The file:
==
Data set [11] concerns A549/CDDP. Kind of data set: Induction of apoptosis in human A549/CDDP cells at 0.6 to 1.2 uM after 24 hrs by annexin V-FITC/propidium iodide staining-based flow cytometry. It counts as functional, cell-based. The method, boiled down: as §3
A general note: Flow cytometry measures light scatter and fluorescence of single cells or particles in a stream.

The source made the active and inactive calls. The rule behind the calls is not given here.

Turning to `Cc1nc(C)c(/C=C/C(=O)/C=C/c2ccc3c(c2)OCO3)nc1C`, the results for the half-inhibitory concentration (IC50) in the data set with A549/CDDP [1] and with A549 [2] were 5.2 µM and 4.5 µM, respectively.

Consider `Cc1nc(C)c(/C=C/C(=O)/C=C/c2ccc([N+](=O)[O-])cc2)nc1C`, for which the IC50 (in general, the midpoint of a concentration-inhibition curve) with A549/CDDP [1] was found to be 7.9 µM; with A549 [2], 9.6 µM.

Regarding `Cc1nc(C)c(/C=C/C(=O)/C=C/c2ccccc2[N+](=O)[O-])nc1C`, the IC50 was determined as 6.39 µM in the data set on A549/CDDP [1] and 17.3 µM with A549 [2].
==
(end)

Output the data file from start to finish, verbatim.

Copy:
Data set [11] concerns A549/CDDP. Kind of data set: Induction of apoptosis in human A549/CDDP cells at 0.6 to 1.2 uM after 24 hrs by annexin V-FITC/propidium iodide staining-based flow cytometry. It counts as functional, cell-based. The method, boiled down: as §3
A general note: Flow cytometry measures light scatter and fluorescence of single cells or particles in a stream.

The source made the active and inactive calls. The rule behind the calls is not given here.

Turning to `Cc1nc(C)c(/C=C/C(=O)/C=C/c2ccc3c(c2)OCO3)nc1C`, the results for the half-inhibitory concentration (IC50) in the data set with A549/CDDP [1] and with A549 [2] were 5.2 µM and 4.5 µM, respectively.

Consider `Cc1nc(C)c(/C=C/C(=O)/C=C/c2ccc([N+](=O)[O-])cc2)nc1C`, for which the IC50 (in general, the midpoint of a concentration-inhibition curve) with A549/CDDP [1] was found to be 7.9 µM; with A549 [2], 9.6 µM.

Regarding `Cc1nc(C)c(/C=C/C(=O)/C=C/c2ccccc2[N+](=O)[O-])nc1C`, the IC50 was determined as 6.39 µM in the data set on A549/CDDP [1] and 17.3 µM with A549 [2].